to think I'm in a rut and that life is passing me by?
BatKitten · 01/06/2013 12:52
First post here so please be kind.
I know from reading through some other threads here that I should be thanking my lucky stars for the life I've got, but I'm in a rut and don't know what to do about it.
I've been with DH for 30 years. We met at uni and both of us knew we'd found "the one" within a week of meeting. We're very alike, have shared interests and, though the passion has diminished over the years, the love and affection is still strong. Neither of us wanted children and instead concentrated on work. We both have well paying, interesting jobs, own and live in a cliche of an old stone cottage (yes, it even has climbing roses around the door), have nice cars, go on holiday two or three times a year, and probably have enough in investments and pensions to retire now and live comfortably for the rest of our lives.
And despite all this I'm unhappy and feel guilty for being unhappy. I love my job but have no idea how I'd fill my days if I wasn't doing it. I work in a male dominated environment (electronic design) and haven't worked with another woman engineer for 20 years. Apart from my work colleagues the only person I seem to talk to is DH. Years pass by without anything really happening and I need to get out of this rut but don't know how.
yaimee · 01/06/2013 13:00
There's no need to feel guilty about feeling unhappy.
I think you need to identify exactly what it is that is making you unhappy.
Is it your social life? You mention not speaking to many people outside of colleges and dh.
If so then perhaps look for a new interest or hobby that would encourage you to socialise with new people.
Or is it your job? Could you look for something new? An environment that would challenge you more or one with new people to work with?
What ever it is, you should try to pin point it and come up with some pro active steps to help you change it!
Triumphoveradversity · 01/06/2013 13:02
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Message withdrawn at poster's request.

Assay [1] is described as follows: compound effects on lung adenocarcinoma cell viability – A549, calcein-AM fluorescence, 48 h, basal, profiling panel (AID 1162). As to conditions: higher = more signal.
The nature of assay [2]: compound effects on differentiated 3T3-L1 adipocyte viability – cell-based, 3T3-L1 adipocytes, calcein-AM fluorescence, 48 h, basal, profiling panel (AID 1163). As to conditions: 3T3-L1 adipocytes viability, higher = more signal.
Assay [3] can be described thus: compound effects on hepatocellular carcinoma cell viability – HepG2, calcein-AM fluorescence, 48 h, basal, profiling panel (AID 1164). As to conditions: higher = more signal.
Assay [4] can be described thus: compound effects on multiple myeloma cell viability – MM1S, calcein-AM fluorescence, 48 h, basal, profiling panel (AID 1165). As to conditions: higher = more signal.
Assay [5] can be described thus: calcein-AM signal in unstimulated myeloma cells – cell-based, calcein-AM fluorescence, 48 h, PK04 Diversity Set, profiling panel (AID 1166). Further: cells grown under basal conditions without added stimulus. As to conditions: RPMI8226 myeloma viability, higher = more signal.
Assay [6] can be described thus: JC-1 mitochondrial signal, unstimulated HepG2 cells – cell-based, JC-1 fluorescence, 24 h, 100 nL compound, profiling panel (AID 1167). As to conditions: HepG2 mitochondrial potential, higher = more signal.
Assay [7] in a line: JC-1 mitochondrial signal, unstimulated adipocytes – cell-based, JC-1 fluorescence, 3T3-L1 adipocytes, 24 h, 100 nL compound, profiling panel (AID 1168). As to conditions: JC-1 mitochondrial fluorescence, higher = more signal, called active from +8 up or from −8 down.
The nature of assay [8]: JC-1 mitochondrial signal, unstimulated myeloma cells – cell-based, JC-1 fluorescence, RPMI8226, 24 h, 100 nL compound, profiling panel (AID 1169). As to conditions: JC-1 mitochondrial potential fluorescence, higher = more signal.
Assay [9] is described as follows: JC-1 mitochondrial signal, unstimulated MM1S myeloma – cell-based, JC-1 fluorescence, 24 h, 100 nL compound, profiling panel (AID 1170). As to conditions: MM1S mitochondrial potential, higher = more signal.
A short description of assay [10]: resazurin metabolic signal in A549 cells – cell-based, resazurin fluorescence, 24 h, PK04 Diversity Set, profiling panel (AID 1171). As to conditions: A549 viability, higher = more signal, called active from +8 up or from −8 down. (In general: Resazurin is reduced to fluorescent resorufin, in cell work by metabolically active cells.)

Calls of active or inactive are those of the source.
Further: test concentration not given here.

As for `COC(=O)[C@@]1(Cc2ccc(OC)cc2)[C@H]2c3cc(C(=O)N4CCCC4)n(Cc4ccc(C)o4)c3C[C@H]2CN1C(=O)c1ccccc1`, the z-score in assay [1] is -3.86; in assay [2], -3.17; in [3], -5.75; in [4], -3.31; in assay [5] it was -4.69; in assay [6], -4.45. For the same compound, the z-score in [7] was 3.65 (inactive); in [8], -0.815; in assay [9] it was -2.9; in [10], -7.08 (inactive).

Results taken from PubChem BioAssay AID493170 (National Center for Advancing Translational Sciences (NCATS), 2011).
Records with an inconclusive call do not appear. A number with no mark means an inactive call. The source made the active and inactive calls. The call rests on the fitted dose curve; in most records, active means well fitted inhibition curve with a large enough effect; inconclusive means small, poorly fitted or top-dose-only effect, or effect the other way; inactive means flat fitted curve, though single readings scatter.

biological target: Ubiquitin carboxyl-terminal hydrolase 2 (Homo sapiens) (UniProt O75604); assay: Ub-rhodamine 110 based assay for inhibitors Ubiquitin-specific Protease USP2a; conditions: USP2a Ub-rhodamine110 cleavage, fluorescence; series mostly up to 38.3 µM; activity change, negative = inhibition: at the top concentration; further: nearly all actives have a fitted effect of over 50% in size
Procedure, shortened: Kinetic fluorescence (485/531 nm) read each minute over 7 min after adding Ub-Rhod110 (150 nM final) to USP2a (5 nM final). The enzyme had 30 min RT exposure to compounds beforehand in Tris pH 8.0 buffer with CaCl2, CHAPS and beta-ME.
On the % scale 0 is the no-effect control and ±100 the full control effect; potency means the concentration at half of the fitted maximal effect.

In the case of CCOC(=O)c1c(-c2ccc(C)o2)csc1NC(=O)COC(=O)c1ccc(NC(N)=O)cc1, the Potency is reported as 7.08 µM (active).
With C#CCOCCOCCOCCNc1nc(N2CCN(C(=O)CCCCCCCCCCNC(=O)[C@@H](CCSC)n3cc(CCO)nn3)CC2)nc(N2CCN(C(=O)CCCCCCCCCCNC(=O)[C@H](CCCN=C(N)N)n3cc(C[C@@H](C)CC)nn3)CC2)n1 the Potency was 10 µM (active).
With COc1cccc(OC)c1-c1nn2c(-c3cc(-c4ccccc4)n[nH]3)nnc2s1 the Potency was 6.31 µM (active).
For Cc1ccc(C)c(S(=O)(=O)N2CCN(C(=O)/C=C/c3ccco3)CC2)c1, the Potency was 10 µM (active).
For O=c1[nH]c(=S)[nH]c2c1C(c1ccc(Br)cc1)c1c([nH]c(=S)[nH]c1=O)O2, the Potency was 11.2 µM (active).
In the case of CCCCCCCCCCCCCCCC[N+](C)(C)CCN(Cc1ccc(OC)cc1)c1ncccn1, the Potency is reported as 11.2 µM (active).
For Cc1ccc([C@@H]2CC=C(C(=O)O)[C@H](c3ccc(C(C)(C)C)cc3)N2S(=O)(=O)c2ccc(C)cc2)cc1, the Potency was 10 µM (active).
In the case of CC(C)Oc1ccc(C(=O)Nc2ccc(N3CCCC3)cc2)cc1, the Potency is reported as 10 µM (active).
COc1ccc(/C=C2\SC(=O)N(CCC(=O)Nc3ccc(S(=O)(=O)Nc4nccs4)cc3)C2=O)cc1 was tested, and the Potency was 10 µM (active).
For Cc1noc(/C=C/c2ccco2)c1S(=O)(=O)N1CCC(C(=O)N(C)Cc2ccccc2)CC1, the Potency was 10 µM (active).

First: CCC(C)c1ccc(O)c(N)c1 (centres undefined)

juneau · 01/06/2013 13:07
I agree you need to identify what is making you unhappy. Lack of friends? Poor social life? Lack of interests outside of work? All of those?
Then look at how you change your life to improve those areas. Join a hiking group, volunteer at a charity, take a wine course, start doing yoga, join a book group, get involved in conservation, learn a new language, etc.
It might be worth looking at taking a sabbatical from work for a few months in order to do something 'meaningful' with your life to give it some spark. For instance, you could go and learn Spanish in south America and volunteer at a local orphanage or conservation project. There are MASSES of things out there (research 'gap years' or 'sabbaticals' for ideas).
It seems like you have the nuts and bolts of life sorted (DH, home, career, money), but it all lacks meaning and you lack plans for the future, so it all looks rather scary and pointless. Time to change that. Maybe even time to change career, if that's a possibility and it's boring you that much.
SgtTJCalhoun · 01/06/2013 13:15
If you can afford it, holidays.
I book one as soon as I come back and if I can't afford it then I do lots of weekends away or days out. Camping, a drive to the coast, into the city to one of the museums or big parks. It doesn't have to cost. Some of my most memorable days with my dc have cost the price of a tube ticket and an ice cream.
claraschu · 01/06/2013 13:16
You say you love your job, so is there a way you could use electronic design to help a cause you care about? Maybe if you volunteer to use your professional skills you could meet a new group of people and make a difference to the world, while doing something you love and are good at.
DontmindifIdo · 01/06/2013 13:44